That’s just not how religion works. Nothing is created in a vacuum.
This power play—one that, Muraresku writes, potentially demonized psychedelics and ousted them from spiritual rituals, as well as the keepers of ancient ritualistic secrets, women—has forced us to attribute the foundations of Western civilization to Christianity. The real lineage belongs to Greece. Muraresku, who holds a degree in Latin, Greek, and Sanskrit, spent 12 years investigating this book due to his longstanding love of the Classics, which he believes to be the West’s actual inspiration.
When beginning his studies, Muraresku had Homer in one hand and the Bible in the other. He realized these works addressed the same communities. Paul’s letters, which comprise 21 of 27 books in the New Testament, were addressed to “Greek speakers in Greek places.” While the roots of Christianity are in Galilee and Jerusalem, the seeds were planted in Corin, Ephesus, and Rome. And if the Greek language underlies early Christian thought, then so do the philosophy and rituals.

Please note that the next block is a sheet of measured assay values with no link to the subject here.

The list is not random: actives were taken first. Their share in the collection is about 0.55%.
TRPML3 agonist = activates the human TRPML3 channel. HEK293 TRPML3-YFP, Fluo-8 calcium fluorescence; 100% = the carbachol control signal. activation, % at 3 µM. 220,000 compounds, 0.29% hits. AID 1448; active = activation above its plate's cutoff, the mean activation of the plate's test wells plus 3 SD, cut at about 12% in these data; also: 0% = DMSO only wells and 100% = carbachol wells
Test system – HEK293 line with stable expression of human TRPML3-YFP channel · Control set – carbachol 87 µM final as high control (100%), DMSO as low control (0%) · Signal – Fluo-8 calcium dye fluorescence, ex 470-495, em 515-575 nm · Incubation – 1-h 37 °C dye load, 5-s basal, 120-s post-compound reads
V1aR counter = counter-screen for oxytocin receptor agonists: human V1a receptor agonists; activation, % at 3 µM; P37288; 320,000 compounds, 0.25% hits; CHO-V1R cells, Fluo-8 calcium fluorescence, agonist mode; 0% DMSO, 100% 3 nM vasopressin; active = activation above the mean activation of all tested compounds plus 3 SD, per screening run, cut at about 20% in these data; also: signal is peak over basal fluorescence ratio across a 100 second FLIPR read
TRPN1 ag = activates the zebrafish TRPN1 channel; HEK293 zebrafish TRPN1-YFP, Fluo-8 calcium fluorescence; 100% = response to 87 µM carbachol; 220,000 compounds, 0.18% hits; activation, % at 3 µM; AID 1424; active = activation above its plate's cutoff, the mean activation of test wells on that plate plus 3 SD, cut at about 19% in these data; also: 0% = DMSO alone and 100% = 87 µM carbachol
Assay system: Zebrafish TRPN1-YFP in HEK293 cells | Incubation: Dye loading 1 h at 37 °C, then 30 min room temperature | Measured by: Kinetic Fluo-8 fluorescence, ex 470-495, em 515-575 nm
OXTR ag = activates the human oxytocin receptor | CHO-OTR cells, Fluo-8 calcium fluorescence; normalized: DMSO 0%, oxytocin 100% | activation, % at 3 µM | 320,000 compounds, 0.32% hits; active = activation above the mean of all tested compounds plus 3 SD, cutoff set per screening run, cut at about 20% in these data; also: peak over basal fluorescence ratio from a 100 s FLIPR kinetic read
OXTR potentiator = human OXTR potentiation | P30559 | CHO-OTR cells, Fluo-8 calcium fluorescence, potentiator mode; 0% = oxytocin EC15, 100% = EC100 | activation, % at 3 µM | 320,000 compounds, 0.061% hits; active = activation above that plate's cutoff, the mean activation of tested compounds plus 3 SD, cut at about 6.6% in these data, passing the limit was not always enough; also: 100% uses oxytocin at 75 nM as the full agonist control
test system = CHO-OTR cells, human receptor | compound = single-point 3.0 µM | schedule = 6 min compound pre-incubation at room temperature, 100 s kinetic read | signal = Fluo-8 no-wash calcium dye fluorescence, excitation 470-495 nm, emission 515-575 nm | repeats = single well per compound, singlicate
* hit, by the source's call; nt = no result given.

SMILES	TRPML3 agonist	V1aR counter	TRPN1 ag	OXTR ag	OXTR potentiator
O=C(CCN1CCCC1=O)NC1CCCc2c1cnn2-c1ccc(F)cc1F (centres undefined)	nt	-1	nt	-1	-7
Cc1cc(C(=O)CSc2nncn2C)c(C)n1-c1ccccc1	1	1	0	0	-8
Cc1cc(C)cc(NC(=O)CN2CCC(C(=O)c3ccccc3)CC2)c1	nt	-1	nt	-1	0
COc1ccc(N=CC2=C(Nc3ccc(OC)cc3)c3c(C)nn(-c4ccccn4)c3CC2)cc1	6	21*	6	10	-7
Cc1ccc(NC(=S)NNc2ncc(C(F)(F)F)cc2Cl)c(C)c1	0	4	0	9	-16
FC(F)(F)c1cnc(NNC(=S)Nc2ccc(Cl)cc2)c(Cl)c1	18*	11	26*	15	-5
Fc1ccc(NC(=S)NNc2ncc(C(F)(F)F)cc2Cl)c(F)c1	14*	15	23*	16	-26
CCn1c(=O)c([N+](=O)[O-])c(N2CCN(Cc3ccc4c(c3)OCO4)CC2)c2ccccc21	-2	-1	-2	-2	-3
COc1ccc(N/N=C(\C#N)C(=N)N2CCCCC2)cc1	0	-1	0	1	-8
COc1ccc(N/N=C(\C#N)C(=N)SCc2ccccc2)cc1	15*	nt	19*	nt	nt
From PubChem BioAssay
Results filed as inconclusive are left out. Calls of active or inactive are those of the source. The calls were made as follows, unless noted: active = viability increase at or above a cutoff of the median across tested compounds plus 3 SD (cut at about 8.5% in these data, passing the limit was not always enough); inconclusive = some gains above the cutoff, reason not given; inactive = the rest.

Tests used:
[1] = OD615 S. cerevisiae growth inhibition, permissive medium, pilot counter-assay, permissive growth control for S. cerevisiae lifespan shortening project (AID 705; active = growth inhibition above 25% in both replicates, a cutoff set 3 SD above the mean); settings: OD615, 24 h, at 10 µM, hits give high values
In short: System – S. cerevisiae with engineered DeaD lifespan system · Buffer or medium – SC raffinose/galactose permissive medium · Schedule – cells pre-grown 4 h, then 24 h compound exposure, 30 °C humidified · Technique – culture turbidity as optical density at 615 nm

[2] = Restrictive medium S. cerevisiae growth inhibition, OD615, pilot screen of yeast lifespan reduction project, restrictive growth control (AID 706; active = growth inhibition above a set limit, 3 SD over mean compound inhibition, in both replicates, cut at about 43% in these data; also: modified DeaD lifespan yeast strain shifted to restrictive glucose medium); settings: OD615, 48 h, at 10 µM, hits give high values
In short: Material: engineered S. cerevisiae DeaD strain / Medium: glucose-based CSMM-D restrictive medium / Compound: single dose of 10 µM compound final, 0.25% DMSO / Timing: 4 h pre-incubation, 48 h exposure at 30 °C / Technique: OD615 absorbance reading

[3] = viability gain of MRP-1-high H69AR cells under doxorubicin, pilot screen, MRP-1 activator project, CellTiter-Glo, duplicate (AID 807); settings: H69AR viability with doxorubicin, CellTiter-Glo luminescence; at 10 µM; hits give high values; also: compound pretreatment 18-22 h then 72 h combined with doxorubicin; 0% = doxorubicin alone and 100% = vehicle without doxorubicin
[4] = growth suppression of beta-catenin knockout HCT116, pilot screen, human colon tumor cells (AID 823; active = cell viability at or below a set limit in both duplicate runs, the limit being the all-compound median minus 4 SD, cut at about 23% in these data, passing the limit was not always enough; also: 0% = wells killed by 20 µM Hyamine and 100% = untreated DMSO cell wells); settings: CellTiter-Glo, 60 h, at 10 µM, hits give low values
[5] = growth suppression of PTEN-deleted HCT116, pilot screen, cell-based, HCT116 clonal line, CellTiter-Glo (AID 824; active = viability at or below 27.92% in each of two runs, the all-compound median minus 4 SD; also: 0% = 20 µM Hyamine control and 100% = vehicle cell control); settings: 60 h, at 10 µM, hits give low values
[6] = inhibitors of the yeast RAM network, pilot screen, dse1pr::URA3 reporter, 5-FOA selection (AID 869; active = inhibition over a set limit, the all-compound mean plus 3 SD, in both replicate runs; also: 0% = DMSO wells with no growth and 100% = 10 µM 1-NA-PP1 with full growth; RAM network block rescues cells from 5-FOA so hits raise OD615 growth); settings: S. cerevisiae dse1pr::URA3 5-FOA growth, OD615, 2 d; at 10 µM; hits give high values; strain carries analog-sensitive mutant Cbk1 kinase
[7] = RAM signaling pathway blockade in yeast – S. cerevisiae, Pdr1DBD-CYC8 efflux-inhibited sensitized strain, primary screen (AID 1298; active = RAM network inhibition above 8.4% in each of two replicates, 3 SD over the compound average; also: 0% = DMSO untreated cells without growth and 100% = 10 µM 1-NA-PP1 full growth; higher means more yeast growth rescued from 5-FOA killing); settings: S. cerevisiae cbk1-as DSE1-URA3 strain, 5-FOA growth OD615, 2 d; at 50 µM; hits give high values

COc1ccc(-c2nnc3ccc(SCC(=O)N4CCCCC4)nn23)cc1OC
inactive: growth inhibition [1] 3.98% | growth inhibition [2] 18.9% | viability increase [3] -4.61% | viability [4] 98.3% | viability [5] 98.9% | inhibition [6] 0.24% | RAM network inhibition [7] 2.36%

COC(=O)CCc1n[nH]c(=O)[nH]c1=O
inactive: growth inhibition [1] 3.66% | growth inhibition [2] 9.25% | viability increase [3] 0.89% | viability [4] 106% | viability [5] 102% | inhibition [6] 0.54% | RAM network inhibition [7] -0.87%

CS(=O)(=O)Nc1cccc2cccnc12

“Would you study the Torah with somebody who didn’t know Hebrew? Would you study the Quran with somebody who didn’t know Arabic? It’s really hard to make a left turn into Christianity and divorce everything that came before, which is not what happened, obviously.”